March of Dimes, school lunches, yuletide services

A look back at news and advertising items through the years

By Jacob Clary - [email protected]

Editor’s note — We’re continuing our tradition of taking a look back each Saturday at some of the important, interesting or even odd events as they were reported during the same week throughout the years, along with interesting advertising features from years gone by.

This week in 1937, The Greenfield Daily Times reported that Maude Rea of South Salem was one of 98 Ohio poets included in “American Women Poets, 1937” distributed by Henry Harrison, a New York poetry publisher.

M.C Rosselott of Buford in Highland County and P.E. Grubb of Licking County were the state speakers at the local Farmers Institute. The concluding feature of the meeting was a play called “Calm Yourself” performed by local talent.

Greenfield Village Council voted unanimously to adopt an ordinance that allowed “one annual street fair, carnival or fall festival” even with strong opposition from Mayor John Mains.

Presbyterian and Baptist churches in the area performed Yuletide services. The Church School of the First Presbyterian had its annual church service at 7:30 p.m. and “The Story Beautiful” was performed in a series of vocal selections and recitations.

Reservations for the Elks Charity Ball were expected to be “far beyond the near-capacity crowd” from the year prior after over half of available tables were reserved in one day.

L.H. Barnes of the Ohio State Rural Economics Department said that the price of hogs would fall in 1938 and wouldn’t return to normal levels until 1941. Barnes said that was because western born-belt farmers reduced their hog numbers because of a 1936 drought.

The Greenfield Grain and Hay Co. advertised a new Philco 7XX radio for $79.95 that didn’t require the purchaser to squat, stoop or squint. It also said that someone’s old radio would make a down payment for their new radio.

This week in 1957, The Press-Gazette reported that the blood testing for dairy and beef breeding cattle started in Highland County that was meant to eliminate Brucellosis in Ohio. A new state law passed by the state legislature on July 26 made it compulsory for all cattle to be blood-tested unless the cattle are negative to the milk ring test, are certified herds or are beef cattle covered by a federal permit.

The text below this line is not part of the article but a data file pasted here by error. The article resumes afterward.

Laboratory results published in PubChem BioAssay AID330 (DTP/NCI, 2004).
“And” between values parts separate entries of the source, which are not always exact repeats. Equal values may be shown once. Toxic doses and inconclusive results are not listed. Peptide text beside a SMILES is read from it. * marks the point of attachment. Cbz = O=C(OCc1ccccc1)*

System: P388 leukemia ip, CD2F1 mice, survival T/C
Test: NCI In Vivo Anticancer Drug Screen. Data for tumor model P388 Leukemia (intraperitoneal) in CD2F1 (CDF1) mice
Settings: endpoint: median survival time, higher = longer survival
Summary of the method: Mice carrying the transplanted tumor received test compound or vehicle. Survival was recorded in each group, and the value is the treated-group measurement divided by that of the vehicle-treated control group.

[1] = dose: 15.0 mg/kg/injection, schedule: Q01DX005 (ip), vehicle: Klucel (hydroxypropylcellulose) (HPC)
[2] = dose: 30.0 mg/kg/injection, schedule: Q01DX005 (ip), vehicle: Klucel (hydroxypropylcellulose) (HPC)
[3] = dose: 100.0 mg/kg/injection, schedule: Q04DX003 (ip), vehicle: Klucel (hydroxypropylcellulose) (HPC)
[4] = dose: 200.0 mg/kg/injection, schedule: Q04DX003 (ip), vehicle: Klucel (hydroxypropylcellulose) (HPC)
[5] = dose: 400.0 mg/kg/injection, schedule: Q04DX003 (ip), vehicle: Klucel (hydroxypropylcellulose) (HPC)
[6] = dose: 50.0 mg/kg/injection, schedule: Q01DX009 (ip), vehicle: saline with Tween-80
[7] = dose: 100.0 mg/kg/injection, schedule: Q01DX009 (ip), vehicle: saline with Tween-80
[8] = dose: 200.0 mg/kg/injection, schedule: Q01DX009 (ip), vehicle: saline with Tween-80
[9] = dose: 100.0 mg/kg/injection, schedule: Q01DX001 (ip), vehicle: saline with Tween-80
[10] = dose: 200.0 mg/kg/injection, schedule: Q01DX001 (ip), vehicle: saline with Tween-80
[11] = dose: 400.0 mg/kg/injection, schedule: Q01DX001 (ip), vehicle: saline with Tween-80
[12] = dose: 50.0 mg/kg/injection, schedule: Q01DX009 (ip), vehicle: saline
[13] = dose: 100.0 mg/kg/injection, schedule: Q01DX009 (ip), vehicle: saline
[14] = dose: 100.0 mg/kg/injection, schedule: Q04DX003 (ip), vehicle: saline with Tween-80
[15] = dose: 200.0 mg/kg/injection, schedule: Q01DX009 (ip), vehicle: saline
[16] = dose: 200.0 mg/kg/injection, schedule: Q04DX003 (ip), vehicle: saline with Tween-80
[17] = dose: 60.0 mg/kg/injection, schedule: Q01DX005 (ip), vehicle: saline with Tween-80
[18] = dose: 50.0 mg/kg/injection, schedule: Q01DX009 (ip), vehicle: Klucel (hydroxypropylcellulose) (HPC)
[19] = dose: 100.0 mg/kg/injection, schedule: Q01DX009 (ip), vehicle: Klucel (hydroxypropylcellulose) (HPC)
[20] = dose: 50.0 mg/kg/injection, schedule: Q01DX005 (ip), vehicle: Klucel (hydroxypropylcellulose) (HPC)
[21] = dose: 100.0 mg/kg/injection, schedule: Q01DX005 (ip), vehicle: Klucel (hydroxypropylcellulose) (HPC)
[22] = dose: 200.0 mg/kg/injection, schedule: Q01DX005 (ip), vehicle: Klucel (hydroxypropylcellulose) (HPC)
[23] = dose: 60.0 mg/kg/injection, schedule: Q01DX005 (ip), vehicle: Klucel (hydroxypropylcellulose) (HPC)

The plans for the 1958 March of Dimes were being made under the direction of the new campaign chairman Robert Hern. A dinner was held for the local drive on Dec. 27, where workers picked up supplies and complete campaign plans.

The postal receipts for the mailing period from Dec. 1 through Dec. 22 showed that 1957’s number “slightly” increased over the prior year’s number.

A salary schedule survey focusing on Ohio school teacher salaries found that Hillsboro pay schedules were lower than other South Central Ohio cities. For bachelor’s degree teachers, Hillsboro paid from $3,200 to $4,200 with Wilmington, Circleville and Washington C.H. at similar amounts, while Chillicothe, London, Xenia and others were paid more.

The sheriff’s office investigated a burglary at the Davis Grocery, about a mile west of Greenfield on S.R. 28. A pair of leather boots, two pairs of socks, and one gallon of anti-freeze were among some items stolen.

The movie “Bombers B-52” was advertised as being shown on Sunday, Monday and Tuesday. The movie starred Natalie Wood and Karl Malden and featured “mounting tension all the way – with non-stop guy-girl excitement.”

Smith’s Market, located one mile east of Hillsboro on S.R. 124, advertised “juicy” sirloin steak for 59 cents a pound and “lean” short rib beef for 29 cents a pound.

This week in 1980, The Press-Gazette reported that Bright Local School District planned to raise the price for school lunches, with students in grades K-7 paying 60 cents, students in grades 8-12 paying 65 cents, and adults paying $1.15.

The burley tobacco market closed for the holiday break at a record price when sales averaged $166.01.

Postmaster Wendell Harewood said that the Hillsboro Post Office received 408,989 pieces of mails from Dec. 1 through Dec. 24, which was 84,000 pieces fewer than the year prior.

Dennis Whalen, a representative of Ohio’s highway safety department, said that Ohio drivers went about 5.5 percent fewer miles compared to the previous year.

The Colony Theatre in Hillsboro advertised showings of “9 To 5” on Monday, Wednesday and Friday at 1:30 p.m., 7:45 p.m. and 9:50 p.m., Tuesday at 7:45 p.m. and 9:50 p.m. and Thursday, Saturday and Sunday at 1:30 p.m., 3:35 p.m., 5:40 p.m., 7:45 p.m. and 9:50 p.m.

Dave Chaney Tire Co., located at 483 E. Main St. in Hillsboro, advertised a front-end alignments for $15, with torsion bars adding $3 to that price.

This week in 2003, The Times-Gazette reported that former deputy Pat Johnson lost his job due to being a union organizer at the Clinton County Sheriff’s Office.

Ohio had a plan to raise higher education by 340,000 students over the next 10 years, and that plan would rely on “increased emphasis” on two-year colleges, which Southern State Community College President Dr. Larry Dukes said the four-campus institution was “ready and willing to tackle.”

The Greenfield Exempted Village Board of Education and the school district’s teacher’s union progressed toward a contract dispute resolution after there were almost five hours of negotiations.

The Hillsboro High School ASTRA Club presented a Harry Potter Day event at the Hillsboro Public Library with games, crafts, trivia and other activities based on the popular series.

Reach Jacob Clary at 937-402-2570.
A look back at news and advertising items through the years

By Jacob Clary

[email protected]